Today, Pagely was lucky enough to interview 10up’s WordPress big hitter, Chris Wiegman. Chris is probably best known as a WordPress security pioneer, as the developer of the fantastic iThemes Security plugin. He is also a valued member of the WordPress community as a whole, with heavy involvement in a variety of WordPress events.
As well as iThemes Security — or Better WP Security, as it was originally known — Chris has developed a number of high quality, free plugins which are available from the WordPress repository. If you want to see more of Chris’ work, head over to the 10up website for a look at some of the great things he and the team are doing. You can also learn more about what makes Chris tick by checking out his personal blog, ChrisWiegman.com, or by following him on Twitter, @ChrisWiegman.
In today’s interview, Chris will be discussing all things WordPress, so let’s get on with it, shall we? A huge thank you to Chris for his time, here is what he had to say.
For readers less familiar with you, could you tell us a little about yourself and your WordPress background?
I am currently a Senior Web Engineer for 10up working on various projects for enterprise-level WordPress clients. Before this I built the iThemes Security (Better WP Security) plugin. I have worked as a WordPress developer in various roles from Higher Education to agencies, I’ve been a technical editor for books on WordPress and other development topics and I have taught computer science at the University level. Believe it or not my whole tech career is only actually 8 years old though, before which I was a captain for a small airline in Hawaii.
You’ve been in the WordPress community for several years now, but could you tell us how you first became involved with WordPress?
I was working on Drupal sites for Southern Illinois University and needed a somewhat turn-key solution for supplementary sites such as those for faculty and student groups and WordPress fit the role perfectly. The more I worked on that system the more I saw value in the WordPress community, particularly as a product developer so I started writing plugins including Better WP Security and the rest is history.
During your time in the community, what different areas have you been involved with?
In addition to being a developer I’ve also been a co-organizer of the Austin WordPress Meetup and WordCamp Austin and I am a current organizer of the Sarasota WordPress group. I’ve spoken at WordCamps and Meetups from Main to San Diego and have served on the WordPress Meta team as a moderator for http://jobs.wordpress.net.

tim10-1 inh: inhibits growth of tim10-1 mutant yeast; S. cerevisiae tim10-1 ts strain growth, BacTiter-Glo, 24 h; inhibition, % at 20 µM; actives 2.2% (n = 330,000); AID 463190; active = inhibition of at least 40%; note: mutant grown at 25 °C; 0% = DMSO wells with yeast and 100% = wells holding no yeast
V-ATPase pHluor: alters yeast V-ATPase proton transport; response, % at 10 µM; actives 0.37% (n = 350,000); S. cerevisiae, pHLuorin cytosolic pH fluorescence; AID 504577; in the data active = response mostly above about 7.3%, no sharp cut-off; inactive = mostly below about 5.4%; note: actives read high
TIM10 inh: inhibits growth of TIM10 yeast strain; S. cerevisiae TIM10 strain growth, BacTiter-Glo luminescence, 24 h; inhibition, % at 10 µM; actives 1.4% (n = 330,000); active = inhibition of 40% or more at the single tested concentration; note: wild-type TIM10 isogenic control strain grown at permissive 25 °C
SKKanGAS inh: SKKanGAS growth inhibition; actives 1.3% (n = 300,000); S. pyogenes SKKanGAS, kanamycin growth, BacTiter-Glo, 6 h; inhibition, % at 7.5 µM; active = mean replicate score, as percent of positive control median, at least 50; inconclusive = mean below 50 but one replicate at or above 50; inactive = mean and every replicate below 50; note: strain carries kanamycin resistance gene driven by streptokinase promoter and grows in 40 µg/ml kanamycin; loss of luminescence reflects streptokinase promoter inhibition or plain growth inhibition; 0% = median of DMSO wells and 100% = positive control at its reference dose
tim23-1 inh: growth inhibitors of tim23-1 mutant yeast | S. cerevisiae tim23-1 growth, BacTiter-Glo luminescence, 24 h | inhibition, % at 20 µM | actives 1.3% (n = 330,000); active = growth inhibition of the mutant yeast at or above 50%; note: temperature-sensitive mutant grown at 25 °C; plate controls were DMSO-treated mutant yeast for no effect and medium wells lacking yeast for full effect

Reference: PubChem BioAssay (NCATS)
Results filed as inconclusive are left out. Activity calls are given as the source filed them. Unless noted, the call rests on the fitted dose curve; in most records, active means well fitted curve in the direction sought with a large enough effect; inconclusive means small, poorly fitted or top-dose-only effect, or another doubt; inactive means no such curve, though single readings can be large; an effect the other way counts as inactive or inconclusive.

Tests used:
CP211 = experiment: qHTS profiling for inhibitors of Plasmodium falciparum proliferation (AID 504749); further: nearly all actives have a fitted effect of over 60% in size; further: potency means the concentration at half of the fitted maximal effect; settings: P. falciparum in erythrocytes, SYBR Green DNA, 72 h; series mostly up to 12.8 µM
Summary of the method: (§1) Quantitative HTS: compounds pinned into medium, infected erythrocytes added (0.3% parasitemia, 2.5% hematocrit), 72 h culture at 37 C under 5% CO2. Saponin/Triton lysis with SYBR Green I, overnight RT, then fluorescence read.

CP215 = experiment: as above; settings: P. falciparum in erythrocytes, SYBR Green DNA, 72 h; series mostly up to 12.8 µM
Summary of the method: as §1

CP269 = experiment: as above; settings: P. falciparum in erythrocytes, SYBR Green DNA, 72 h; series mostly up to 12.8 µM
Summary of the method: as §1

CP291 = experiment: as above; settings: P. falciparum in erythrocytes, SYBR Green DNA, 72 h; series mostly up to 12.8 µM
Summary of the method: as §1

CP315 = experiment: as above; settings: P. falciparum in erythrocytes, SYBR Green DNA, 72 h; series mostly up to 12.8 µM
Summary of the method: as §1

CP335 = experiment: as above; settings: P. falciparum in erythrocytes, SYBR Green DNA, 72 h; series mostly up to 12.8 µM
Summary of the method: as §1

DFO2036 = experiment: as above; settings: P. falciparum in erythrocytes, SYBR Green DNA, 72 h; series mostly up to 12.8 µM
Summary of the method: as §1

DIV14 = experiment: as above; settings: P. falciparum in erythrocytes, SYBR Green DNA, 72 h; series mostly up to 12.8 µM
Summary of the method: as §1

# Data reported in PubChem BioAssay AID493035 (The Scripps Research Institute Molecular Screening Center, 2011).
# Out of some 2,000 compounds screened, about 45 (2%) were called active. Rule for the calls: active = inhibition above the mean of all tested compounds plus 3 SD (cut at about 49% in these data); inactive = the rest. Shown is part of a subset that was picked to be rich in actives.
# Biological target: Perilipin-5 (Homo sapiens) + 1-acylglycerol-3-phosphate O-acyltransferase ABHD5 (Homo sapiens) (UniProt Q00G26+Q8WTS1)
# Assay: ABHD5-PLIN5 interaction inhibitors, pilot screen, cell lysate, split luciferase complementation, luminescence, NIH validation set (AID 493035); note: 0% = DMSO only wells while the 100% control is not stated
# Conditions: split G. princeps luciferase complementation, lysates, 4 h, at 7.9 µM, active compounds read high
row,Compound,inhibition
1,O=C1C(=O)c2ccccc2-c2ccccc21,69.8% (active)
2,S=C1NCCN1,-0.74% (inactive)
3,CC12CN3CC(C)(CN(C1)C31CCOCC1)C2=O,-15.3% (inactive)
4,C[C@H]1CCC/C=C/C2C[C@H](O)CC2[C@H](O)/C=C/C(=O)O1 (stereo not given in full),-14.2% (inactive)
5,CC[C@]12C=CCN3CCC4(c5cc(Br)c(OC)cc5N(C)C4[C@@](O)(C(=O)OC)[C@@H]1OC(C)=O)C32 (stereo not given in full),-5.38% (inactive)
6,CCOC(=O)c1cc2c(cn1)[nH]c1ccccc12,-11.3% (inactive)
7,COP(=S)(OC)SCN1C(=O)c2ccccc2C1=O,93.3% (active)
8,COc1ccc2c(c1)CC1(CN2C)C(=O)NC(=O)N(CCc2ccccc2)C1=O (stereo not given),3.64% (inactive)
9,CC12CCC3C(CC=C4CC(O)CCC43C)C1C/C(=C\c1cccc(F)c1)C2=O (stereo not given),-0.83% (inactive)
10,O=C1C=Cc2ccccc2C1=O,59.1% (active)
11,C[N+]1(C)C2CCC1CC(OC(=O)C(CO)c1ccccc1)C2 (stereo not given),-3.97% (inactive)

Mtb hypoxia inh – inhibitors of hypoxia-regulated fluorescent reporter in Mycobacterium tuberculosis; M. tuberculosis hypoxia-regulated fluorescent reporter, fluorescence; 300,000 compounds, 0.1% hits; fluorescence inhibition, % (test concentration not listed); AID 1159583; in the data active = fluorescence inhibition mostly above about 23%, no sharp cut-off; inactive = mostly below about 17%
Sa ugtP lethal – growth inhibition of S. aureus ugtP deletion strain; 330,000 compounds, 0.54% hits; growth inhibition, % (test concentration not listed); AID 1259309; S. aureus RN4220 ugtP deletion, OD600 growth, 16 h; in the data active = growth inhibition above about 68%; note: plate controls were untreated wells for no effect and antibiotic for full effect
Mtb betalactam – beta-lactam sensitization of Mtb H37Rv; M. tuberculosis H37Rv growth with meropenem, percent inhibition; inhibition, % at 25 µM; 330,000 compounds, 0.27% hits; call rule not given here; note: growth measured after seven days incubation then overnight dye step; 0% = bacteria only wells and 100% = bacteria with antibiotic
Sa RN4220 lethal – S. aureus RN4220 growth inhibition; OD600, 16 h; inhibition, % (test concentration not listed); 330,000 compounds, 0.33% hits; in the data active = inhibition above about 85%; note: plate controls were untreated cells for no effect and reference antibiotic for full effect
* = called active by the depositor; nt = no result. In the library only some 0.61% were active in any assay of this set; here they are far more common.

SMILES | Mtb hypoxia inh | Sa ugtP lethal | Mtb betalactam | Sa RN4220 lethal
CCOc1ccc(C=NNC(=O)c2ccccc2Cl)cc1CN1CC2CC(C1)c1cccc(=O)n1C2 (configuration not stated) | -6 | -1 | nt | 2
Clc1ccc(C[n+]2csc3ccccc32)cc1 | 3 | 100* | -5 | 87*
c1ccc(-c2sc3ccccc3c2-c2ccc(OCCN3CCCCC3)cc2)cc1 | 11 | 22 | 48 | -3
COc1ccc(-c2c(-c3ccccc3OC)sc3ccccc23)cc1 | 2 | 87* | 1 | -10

What has been the best thing about working with WordPress for you?
The community. In no other eco-system have I seen people from such diverse backgrounds work together at such enormous scale. If it wasn’t for the community and the people in it I would sure be working in something else today.
How has the WordPress community changed since you started?
It has surely matured however, as they say, the more things change the more they stay the same. This has particularly rang true with the most important ingredients in WordPress: momentum and the drive to make it better. Everything else is just part of the natural evolution of any project.
What advice would you give to anyone getting started with WordPress? Which direction would you yourself go if you were starting over again?
Get involved and build something. Put out small plugins, get involved with the community, etc. There is so much support available to those working in WordPress and all you have to do is accept it.
If I was to do this again I don’t think my path would be much different however I would surely have avoided some of the mistakes I’ve made (most likely in favor of entirely new mistakes).
What do you think the biggest mistakes WordPress website owners are making?
Undervaluing their sites. So many think that because WordPress is free so should the rest be. This attitude can be detrimental on so many levels and is something that needs to be addressed at some point by the community itself.
What do you think the future of WordPress holds? What would you like to see?
Like all products it will continue to evolve. As the code base grows and becomes more complex I hope we’ll see it taken more seriously for the capabilities it does have as well as for the really smart people who make the project what it has become and what it will be.
A big, big thanks to Chris Wiegman for providing us some excellent answers. It’s great to see so another perspective on the WordPress community as a whole, as well as an insight into the journey a well-respected community member has taken in his career so far.
As always, we’ll end the article with those all-important links just in case you’ve missed them. Be sure to check out Chris and the other team’s work over at 10up, head over to his personal blog, ChrisWiegman.com, or get in touch with him on Twitter, @ChrisWiegman.
Thanks for reading, we’ll be back with another interview with a major WordPress player next week.